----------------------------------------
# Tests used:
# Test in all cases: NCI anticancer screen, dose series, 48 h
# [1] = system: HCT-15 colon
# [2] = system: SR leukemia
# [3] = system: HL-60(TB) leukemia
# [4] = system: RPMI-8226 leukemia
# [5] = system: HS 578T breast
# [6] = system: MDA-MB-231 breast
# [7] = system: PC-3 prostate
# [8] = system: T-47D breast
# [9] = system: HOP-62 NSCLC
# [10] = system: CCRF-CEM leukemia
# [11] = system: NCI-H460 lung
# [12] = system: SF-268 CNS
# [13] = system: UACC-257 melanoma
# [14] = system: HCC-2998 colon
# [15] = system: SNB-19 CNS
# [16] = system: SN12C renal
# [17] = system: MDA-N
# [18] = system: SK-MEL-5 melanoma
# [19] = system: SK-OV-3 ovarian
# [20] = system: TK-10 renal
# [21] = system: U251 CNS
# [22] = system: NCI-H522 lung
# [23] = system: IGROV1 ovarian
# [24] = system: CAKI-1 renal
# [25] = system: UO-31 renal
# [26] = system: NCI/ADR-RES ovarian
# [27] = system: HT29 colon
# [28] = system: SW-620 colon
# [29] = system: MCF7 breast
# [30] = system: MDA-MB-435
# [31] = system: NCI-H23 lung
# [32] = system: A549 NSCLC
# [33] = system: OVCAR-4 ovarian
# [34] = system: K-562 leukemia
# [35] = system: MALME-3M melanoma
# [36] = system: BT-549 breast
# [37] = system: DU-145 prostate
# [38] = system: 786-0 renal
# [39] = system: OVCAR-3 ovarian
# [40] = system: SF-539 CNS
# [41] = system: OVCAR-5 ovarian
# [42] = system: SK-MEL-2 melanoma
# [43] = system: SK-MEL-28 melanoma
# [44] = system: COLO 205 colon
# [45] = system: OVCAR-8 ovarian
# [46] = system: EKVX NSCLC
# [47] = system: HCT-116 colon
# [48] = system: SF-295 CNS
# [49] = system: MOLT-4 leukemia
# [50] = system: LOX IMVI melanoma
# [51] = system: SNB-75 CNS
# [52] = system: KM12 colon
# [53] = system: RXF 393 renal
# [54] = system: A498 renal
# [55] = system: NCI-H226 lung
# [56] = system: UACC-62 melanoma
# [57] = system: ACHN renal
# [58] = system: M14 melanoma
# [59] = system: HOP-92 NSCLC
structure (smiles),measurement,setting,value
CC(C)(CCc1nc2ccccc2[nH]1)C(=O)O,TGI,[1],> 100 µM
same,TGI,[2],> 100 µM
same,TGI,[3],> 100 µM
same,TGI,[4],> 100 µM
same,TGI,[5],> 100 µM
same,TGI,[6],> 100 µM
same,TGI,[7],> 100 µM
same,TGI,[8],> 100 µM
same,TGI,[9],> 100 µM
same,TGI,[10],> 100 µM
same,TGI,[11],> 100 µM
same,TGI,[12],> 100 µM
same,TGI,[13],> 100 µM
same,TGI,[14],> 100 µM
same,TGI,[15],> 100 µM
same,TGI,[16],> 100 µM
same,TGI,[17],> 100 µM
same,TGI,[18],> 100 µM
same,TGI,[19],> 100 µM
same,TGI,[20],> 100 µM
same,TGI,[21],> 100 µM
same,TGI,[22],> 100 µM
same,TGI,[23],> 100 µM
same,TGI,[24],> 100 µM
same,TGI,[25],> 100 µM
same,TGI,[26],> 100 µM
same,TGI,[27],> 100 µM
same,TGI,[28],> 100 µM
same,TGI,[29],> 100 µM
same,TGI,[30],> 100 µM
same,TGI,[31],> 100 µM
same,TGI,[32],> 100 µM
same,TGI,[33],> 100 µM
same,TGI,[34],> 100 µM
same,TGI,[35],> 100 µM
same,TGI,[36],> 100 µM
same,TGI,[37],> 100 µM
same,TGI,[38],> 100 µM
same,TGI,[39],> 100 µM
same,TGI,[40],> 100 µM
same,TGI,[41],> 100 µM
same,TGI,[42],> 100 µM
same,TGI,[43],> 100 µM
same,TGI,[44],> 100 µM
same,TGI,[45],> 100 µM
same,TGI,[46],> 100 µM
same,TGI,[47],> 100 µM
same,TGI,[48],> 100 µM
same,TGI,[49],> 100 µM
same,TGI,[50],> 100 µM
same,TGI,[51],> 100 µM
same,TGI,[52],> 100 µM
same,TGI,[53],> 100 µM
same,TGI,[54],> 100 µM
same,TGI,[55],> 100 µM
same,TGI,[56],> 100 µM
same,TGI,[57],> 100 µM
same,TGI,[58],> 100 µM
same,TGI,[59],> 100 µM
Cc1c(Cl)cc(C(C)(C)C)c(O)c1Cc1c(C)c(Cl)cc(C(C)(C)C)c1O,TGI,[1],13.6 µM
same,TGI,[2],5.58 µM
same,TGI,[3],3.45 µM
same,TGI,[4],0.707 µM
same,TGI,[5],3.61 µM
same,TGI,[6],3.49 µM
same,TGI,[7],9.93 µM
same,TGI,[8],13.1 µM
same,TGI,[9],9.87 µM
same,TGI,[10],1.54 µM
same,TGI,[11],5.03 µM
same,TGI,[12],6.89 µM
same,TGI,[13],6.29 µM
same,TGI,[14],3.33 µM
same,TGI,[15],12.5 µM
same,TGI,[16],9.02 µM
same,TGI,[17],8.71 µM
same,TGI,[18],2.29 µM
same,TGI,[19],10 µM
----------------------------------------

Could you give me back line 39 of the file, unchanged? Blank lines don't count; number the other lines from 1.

# [37] = system: DU-145 prostate